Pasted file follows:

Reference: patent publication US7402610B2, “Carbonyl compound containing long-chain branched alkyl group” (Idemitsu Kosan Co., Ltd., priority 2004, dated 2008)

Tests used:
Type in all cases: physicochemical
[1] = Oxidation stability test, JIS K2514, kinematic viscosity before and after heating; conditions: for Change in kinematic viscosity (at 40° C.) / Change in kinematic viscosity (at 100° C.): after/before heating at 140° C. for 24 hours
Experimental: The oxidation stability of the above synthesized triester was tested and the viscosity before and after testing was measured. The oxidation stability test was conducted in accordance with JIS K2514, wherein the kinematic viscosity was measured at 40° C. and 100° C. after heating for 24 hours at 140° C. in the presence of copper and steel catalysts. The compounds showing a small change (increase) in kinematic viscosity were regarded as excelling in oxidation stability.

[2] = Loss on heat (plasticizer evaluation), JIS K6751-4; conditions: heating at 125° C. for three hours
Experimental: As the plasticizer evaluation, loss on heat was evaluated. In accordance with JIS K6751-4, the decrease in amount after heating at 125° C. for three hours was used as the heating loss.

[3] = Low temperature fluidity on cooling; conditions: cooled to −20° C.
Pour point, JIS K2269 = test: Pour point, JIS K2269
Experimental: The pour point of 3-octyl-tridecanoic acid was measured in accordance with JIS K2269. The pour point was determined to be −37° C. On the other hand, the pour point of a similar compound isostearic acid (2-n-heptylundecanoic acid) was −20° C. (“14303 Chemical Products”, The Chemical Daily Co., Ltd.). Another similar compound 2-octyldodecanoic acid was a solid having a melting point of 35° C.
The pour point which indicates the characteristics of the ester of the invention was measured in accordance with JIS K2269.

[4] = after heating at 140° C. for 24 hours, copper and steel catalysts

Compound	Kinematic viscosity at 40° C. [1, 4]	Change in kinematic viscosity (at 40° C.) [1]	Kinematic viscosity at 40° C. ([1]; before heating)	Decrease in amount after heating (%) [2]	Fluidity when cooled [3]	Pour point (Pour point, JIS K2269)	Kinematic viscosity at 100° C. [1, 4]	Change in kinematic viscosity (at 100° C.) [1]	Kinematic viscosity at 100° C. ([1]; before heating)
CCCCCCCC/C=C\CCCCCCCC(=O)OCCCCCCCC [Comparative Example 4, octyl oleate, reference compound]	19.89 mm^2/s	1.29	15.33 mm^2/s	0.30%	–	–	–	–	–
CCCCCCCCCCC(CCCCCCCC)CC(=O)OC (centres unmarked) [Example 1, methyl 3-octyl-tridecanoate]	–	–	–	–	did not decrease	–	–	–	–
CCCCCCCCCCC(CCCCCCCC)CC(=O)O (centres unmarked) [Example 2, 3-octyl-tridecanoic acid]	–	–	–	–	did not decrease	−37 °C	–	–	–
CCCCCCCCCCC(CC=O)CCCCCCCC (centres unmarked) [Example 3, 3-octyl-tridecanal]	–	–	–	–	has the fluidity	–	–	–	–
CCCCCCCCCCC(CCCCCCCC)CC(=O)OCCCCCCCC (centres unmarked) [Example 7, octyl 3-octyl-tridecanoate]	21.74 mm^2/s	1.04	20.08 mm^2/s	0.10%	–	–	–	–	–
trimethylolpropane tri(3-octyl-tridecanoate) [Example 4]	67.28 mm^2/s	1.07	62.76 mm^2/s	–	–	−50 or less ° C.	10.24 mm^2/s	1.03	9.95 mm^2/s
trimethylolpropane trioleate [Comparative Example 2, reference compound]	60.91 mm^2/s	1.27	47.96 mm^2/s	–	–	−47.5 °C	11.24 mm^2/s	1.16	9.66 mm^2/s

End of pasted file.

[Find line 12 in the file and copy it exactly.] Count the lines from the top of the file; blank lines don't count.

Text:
[4] = after heating at 140° C. for 24 hours, copper and steel catalysts